[Cryptography] The ultimate random source

Joseph Ashwood ashwood at msn.com
Thu Feb 13 23:08:56 EST 2014

From: Phillip Hallam-Baker
Sent: Friday, February 07, 2014 8:14 AM
Subject: [Cryptography] The ultimate random source

> I have a solution to the random number generator problem that can be built 
> for about $50 and is completely verifiable.
> [shake a flask of candy, take a picture]

I'm not confident it will have as much entropy as you think. The design is a 
fairly basic modification of the lavarand design. Just as with lavarand the 
actual entropy comes form the entropy in the movement source (the heating 
coil in lavarand, the shaking in this design). So the total entropy in the 
random source at any given time will be a function largely of the 
variability of the arm motions, along with sensor noise (I'll get there). 
This will certainly have a fairly significant amount of entropy but I doubt 
the average person's vigorous arm movements will collect 256-bits quickly 

Of more interest to me is the sensor noise. With sensors of any kind as you 
push the limit of the sensor there is noise of various kinds. In the case of 
a webcam sensor on the flask the primary noise will be diode over-power 
noise from the shiny white areas. You'll also find some noise that will 
appear because the temperature of the sensor will change over time creating 
heat noise in the system. With proper sampling the heat noise and sensor 
overpower noise should be sufficient to provide reasonable amounts of 

Maximizing this entropy requires the user of incandescent lights, and shiny 
candy. The incandescent lights have their own noise pattern which will be 
echoed in the shiny candy, and the flask, as well as the heat from the 
light, especially if the light is close to the webcam, will induce heat 
noise in the webcam.

Will these be sufficient? Honestly it depends on the webcam. Using the cheap 
webcam that is in your laptop, phone, tablet will almost certainly not be 
enough. You need to have enough precision to actually collect the noise, so 
you'll be looking for at least 10 stops (10 bits per color) in the camera. 
These are not that difficult to find, but are notably more expensive than 
the really, really cheap cameras generally used.

As an example of just how bad it can be, even with a camera that is vastly 
better than the one in your laptop/phone/tablet the GoPro Hero3 Black has a 
significant amount of apparent noise in the image. This noise is almost 
exclusively deterministic and can be virtually eliminated with simple 
post-processing. So the 1/2.3" sensor in the Hero3 Black is just not enough 
sensor. At the other extreme, fighting the sensor noise in the Red Scarlet 
Dragon can be a nightmare if you want the maximum sensitivity, same with the 
BlackMagic Pocket Cinema Camera, these both have large amounts of apparently 
non-deterministic components to their noise, but it is worth noting that the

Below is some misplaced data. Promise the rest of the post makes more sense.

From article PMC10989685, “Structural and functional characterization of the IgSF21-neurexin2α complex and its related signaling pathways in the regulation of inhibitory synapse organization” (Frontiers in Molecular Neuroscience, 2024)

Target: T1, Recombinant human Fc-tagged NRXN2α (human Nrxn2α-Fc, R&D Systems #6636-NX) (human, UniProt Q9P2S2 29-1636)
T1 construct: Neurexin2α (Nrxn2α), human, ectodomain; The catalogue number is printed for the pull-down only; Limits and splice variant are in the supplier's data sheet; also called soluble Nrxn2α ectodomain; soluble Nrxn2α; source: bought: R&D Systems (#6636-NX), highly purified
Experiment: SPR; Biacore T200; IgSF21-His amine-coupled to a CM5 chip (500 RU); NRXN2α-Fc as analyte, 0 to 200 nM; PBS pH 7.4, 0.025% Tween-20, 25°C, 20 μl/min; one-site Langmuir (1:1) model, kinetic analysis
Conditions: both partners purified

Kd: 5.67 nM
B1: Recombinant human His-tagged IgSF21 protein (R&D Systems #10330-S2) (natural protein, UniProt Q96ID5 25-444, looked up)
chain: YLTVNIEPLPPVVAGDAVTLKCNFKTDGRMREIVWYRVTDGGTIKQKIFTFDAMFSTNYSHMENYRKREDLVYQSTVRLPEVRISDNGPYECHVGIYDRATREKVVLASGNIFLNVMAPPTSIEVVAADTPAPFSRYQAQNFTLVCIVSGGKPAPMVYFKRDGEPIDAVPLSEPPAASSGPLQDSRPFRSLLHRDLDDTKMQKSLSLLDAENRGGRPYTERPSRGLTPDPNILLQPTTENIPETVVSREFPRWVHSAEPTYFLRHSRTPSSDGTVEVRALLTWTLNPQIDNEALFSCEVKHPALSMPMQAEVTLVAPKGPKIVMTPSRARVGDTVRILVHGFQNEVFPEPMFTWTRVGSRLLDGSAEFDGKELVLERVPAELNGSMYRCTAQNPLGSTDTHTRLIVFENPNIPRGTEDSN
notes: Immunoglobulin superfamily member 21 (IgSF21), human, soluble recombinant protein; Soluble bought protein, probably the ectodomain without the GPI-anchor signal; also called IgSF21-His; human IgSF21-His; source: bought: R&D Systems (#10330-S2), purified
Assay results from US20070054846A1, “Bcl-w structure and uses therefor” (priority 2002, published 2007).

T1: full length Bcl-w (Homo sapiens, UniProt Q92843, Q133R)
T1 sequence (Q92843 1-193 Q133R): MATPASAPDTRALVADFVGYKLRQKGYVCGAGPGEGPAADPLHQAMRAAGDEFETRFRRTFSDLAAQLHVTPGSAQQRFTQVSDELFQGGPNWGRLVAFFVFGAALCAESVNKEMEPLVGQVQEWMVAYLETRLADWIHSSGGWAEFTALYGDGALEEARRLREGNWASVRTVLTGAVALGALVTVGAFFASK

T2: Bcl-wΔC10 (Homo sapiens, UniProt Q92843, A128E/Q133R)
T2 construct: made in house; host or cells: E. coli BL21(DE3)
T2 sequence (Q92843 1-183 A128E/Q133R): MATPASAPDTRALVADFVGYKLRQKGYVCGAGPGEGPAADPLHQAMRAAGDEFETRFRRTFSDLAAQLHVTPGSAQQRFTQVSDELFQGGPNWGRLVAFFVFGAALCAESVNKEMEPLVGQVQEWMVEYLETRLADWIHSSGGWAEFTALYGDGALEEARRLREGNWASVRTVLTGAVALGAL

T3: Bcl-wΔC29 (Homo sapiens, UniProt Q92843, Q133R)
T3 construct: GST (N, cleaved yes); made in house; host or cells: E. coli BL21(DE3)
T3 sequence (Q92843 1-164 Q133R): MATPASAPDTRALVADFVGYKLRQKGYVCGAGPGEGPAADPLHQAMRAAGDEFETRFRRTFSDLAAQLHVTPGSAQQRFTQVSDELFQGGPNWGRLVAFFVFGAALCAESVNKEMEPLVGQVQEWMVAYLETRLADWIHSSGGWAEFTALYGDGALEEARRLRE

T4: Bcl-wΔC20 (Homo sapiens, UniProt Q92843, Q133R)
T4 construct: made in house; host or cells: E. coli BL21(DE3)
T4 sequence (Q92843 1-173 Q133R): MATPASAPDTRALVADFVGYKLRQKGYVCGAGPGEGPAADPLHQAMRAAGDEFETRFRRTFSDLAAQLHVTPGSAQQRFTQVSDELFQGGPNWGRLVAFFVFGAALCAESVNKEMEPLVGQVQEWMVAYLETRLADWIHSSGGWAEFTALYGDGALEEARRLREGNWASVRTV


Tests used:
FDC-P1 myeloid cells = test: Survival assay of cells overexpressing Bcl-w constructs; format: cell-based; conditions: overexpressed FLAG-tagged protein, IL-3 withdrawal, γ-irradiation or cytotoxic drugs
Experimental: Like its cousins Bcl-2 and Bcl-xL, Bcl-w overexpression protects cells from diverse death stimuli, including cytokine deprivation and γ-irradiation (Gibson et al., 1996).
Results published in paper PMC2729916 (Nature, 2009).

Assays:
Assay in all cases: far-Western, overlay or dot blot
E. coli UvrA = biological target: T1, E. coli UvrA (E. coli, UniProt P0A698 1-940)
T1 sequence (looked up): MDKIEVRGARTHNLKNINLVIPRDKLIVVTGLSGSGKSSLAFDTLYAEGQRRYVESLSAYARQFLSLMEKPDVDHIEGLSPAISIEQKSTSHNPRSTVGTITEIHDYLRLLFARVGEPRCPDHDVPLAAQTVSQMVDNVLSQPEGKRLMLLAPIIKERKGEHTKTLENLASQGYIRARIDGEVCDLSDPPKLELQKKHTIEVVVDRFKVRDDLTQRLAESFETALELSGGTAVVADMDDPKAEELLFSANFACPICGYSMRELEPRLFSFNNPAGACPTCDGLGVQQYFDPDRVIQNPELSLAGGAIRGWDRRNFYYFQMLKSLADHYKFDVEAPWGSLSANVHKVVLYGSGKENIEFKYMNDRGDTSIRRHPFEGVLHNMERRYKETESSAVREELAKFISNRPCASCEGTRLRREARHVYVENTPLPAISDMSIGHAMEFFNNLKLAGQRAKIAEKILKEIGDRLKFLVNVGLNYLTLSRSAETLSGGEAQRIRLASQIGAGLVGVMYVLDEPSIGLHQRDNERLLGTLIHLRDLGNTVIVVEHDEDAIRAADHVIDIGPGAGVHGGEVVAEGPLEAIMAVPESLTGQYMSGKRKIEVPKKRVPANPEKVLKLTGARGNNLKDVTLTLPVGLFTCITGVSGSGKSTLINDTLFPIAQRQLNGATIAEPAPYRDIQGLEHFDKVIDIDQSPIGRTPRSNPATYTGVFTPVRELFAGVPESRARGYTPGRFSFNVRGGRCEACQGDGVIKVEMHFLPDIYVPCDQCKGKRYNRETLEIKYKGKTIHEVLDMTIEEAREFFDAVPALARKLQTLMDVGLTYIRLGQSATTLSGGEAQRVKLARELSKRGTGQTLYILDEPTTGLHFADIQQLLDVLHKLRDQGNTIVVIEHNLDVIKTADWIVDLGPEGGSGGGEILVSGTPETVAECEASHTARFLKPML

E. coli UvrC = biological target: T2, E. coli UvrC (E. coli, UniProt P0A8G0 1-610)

Dragon sensor has 20 stops (basically 16-bits per color) while the 
BlackMagic has 13 stops (slightly over 10-bits per color). In both of these 
cases though the noise is a tiny fraction of a bit per sensor site.

The next big problem you will find is that modern sensors use a Bayer 
pattern (some use a modified, but fundamentally the same here), this is a 
system where a given sensor node will have a red, green, or blue filter, but 
to count the resolution of the device you actually count all the sensor 
nodes. So for example a 2048x2048 sensor will likely have 1024 red and 1024 
green on a single row, the next row will have 1024 green and 1024 blue 
sensors, alternating in both cases. The debayering process is used to 
calculate the approximate color at each of these sensor nodes. The process 
itself is quite complex. The result though is that to acquire maximum 
entropy will require getting the pure RAW data. This actually eliminates all 
cheap cameras, they all have built in debayering. Moving to more powerful 
sensors it actually eliminates using the Red cameras as well, they 
exclusively use a lossy compression based on wavelets which works very well 
at reducing and virtually eliminating the noise, normally a good thing, but 
we want the noise. That pretty much leaves only the CinemaDNG cameras, at 
this point that is largely just the BlackMagic cameras. If you were to build 
your own camera there are a wide range of sensors available, and the RAW 
data could be easily fed completely uncompressed into the hash function.

I know you thought you found one that is simple, and assuming the color 
blocks are big enough and that the rearrangement of candy is good enough, 
yes it is, but I don't have any evidence that either is genuinely true. It 
will take a detailed analysis of the entropy sources, and the harvest engine 
to determine.

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